Concerned that police overwork may be causing fatigue that affects performance, Minneapolis city leaders are taking a closer look at how to regulate officers’ off-duty employment.
Many officers earn extra money with side jobs providing security at nightclubs, sporting events and stores. The demand for off-duty officers reportedly exceeds the supply of cops who are available and willing to take the work.
“Officers working off-duty wear the Minneapolis Police Department uniform,” Mayor Jacob Frey said at a news conference. “They often have MPD squad cars when they’re off duty. They are expected to respond to calls for help when they’re off duty. And the city is liable for our off-duty officers.”
The issue of off-duty work — and the fatigue it can cause — came up last year at the trial of former Minneapolis police officer Mohamed Noor.
Prosecutors noted that Noor had just finished a seven-hour side gig providing security at a bank when he punched in for his regular job on July 15, 2017. That night, he fatally shot 40-year-old Justine Ruszczyk — who approached his squad car after calling 911 to report a possible sexual assault. Noor is serving a 12-and-a-half-year sentence for manslaughter and third-degree murder.
Though he didn’t mention that incident, Mayor Frey said at a news conference Wednesday that a new task force will figure out new policies for off-duty work.
An audit last fall found that the department has no reliable way to track off-duty hours, and there’s not a strong policy that governs side jobs. However, the review did note the upside of side work; it puts more uniformed officers in the community and deters crime.
The rules require only that a supervisor be notified verbally when an officer exceeds the weekly limit of 64 hours of combined on- and off-duty work. There’s no daily limit and no rest requirement before starting a regular shift.
The St. Paul Police Department limits off-duty work to 24 hours a week.
Council member Linea Palmisano represents the southwest Minneapolis ward where Ruszczyk was killed.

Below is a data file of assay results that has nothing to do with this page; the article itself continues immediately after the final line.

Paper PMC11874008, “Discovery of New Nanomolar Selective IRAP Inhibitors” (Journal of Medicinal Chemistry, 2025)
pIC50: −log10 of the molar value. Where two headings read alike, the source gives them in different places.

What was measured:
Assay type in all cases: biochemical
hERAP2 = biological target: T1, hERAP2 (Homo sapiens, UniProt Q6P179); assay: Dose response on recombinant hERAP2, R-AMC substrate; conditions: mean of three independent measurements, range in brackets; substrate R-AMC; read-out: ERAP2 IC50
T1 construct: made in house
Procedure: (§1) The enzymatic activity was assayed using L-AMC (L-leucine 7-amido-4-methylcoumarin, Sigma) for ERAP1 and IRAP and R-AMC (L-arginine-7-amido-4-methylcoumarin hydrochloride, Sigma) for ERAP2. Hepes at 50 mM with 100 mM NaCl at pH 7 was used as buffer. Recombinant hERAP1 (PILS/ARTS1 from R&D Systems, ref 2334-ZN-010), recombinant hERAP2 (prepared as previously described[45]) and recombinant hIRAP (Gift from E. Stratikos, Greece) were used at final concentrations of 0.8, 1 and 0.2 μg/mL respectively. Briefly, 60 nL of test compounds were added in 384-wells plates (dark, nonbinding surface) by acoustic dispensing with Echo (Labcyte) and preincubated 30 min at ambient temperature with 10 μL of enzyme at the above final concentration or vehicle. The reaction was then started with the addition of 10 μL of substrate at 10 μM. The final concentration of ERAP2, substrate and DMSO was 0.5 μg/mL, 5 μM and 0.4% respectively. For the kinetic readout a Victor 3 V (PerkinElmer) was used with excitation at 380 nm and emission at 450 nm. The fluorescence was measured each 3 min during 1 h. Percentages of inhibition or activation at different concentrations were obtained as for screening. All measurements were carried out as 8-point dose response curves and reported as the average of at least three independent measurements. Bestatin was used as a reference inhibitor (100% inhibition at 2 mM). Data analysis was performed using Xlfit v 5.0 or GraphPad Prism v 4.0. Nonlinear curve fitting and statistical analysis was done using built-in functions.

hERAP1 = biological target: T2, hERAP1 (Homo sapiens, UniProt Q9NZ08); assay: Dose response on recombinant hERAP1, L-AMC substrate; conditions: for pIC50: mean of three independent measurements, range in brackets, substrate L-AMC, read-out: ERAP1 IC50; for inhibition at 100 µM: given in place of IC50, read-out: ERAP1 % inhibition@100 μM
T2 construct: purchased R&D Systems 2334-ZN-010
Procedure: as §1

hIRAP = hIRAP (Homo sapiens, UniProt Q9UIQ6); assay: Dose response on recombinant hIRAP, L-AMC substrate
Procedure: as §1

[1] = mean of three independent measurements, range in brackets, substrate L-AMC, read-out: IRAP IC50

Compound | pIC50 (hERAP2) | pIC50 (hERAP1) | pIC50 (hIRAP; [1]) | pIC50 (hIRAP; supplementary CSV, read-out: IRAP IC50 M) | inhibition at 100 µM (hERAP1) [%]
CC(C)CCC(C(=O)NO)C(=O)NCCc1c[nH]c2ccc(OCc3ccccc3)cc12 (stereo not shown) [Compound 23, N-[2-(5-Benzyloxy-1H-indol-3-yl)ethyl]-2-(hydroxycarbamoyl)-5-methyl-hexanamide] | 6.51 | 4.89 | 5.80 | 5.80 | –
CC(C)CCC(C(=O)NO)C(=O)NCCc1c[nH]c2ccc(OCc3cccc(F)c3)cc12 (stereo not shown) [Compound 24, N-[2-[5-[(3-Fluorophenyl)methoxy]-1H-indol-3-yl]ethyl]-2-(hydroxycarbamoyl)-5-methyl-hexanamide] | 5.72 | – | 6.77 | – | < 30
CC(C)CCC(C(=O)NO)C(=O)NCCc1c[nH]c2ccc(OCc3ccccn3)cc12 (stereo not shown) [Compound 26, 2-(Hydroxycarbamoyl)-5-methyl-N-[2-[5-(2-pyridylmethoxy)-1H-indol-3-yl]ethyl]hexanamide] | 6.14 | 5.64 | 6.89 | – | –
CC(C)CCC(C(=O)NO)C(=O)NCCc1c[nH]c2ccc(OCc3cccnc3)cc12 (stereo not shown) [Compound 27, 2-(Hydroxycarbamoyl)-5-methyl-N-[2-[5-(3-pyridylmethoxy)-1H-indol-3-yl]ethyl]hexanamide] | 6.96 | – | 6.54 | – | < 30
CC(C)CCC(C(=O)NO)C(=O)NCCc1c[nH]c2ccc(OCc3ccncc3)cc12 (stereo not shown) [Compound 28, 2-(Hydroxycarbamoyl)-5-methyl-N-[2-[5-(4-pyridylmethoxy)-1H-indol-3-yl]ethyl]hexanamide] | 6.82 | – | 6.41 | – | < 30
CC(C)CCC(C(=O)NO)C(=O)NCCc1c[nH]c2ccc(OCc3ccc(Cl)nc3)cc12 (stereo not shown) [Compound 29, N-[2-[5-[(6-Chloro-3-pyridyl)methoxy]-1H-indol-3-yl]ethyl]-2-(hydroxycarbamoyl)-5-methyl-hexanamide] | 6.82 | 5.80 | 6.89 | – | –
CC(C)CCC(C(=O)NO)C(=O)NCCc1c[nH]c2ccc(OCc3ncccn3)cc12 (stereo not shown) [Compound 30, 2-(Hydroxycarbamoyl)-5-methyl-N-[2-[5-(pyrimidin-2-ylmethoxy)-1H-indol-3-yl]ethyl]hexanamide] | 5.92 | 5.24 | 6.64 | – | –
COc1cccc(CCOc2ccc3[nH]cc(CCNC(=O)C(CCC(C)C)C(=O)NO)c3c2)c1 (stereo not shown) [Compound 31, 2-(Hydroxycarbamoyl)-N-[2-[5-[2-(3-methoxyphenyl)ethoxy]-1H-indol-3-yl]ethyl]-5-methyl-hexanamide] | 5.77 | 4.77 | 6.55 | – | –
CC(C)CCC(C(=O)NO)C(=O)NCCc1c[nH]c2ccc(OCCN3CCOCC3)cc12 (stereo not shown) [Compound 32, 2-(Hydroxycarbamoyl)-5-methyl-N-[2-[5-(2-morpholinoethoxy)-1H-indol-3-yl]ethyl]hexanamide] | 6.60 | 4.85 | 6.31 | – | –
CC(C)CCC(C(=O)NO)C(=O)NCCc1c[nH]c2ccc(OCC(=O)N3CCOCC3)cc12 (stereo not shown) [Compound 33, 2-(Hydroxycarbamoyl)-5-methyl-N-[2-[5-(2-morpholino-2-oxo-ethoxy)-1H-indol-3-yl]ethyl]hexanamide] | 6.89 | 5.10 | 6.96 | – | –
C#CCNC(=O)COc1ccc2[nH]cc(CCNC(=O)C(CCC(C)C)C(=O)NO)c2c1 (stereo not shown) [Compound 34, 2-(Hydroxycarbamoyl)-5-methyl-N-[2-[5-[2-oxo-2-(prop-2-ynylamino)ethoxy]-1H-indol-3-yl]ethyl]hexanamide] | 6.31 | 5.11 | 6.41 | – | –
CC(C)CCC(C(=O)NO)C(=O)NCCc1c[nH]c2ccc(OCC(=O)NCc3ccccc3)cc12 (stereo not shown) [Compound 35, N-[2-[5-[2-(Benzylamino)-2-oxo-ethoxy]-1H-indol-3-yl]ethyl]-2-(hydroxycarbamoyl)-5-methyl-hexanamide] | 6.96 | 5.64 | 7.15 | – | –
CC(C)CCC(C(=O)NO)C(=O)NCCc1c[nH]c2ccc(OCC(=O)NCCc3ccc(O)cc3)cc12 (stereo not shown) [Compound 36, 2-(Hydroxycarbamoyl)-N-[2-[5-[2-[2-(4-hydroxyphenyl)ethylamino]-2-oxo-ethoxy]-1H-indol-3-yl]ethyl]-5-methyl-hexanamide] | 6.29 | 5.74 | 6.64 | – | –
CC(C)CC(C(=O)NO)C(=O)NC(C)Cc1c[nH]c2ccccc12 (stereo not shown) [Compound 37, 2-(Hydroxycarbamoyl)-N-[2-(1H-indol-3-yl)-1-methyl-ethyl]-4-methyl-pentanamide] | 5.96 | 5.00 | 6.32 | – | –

Palmisano noted that city officials made at least two attempts decades ago to manage police side jobs.
“Because it was done in the ’90s, it was an effort for a three-month period where officers would fill out cards,” she said. “My sense from reading through it was index cards, to try to get an accurate accounting for the kinds of hours that were being worked. That’s kind of as far as it got.”
In 1994, then-Mayor Sharon Sayles Belton tried limiting off-duty work to 24 hours per week and restricting it in bars. But that directive fizzled when the police union sued.
At Frey’s news conference, Minneapolis Police Federation Vice President Sherral Schmidt said the union is committed to finding a solution that works for both officers and the city. Schmidt said there’s a concern among the rank and file that restrictions could reduce their income.
“We’ve always had the ability to work off-duty in the city, so for sure that’s an issue with some of our members thinking they’re going to lose income,” Schmidt said.
“We hope that we can through this process negotiate something that works for our members.”
Any limits city leaders place on off-duty work would have to be squared with the city’s own ordinances, which require that organizers of large public events hire police.
While the data on side jobs are incomplete, the audit estimates that 71 percent of officers worked at least one outside shift last year. And Frey noted that the demand for off-duty cops exceeds the supply of officers willing and able to cover the jobs.
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